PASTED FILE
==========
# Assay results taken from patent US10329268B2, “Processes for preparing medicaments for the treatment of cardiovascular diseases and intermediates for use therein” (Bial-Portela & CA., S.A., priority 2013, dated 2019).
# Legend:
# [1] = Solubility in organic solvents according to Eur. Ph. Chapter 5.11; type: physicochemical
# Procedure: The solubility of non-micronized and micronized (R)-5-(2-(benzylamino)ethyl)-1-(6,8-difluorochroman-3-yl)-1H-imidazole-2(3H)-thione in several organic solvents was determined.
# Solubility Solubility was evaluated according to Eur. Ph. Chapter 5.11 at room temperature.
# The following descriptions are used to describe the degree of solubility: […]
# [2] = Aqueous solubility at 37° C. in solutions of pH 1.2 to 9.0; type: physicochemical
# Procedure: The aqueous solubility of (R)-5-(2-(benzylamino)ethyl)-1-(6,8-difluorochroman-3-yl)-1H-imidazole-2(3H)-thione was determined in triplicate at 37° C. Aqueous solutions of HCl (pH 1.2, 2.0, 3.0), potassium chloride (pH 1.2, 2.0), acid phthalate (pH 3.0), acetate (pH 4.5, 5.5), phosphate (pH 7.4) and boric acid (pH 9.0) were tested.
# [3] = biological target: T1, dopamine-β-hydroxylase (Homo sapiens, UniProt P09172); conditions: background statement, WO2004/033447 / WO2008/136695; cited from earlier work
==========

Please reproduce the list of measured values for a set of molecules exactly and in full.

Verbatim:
# Assay results taken from patent US10329268B2, “Processes for preparing medicaments for the treatment of cardiovascular diseases and intermediates for use therein” (Bial-Portela & CA., S.A., priority 2013, dated 2019).
# Legend:
# [1] = Solubility in organic solvents according to Eur. Ph. Chapter 5.11; type: physicochemical
# Procedure: The solubility of non-micronized and micronized (R)-5-(2-(benzylamino)ethyl)-1-(6,8-difluorochroman-3-yl)-1H-imidazole-2(3H)-thione in several organic solvents was determined.
# Solubility Solubility was evaluated according to Eur. Ph. Chapter 5.11 at room temperature.
# The following descriptions are used to describe the degree of solubility: […]
# [2] = Aqueous solubility at 37° C. in solutions of pH 1.2 to 9.0; type: physicochemical
# Procedure: The aqueous solubility of (R)-5-(2-(benzylamino)ethyl)-1-(6,8-difluorochroman-3-yl)-1H-imidazole-2(3H)-thione was determined in triplicate at 37° C. Aqueous solutions of HCl (pH 1.2, 2.0, 3.0), potassium chloride (pH 1.2, 2.0), acid phthalate (pH 3.0), acetate (pH 4.5, 5.5), phosphate (pH 7.4) and boric acid (pH 9.0) were tested.
# [3] = biological target: T1, dopamine-β-hydroxylase (Homo sapiens, UniProt P09172); conditions: background statement, WO2004/033447 / WO2008/136695; cited from earlier work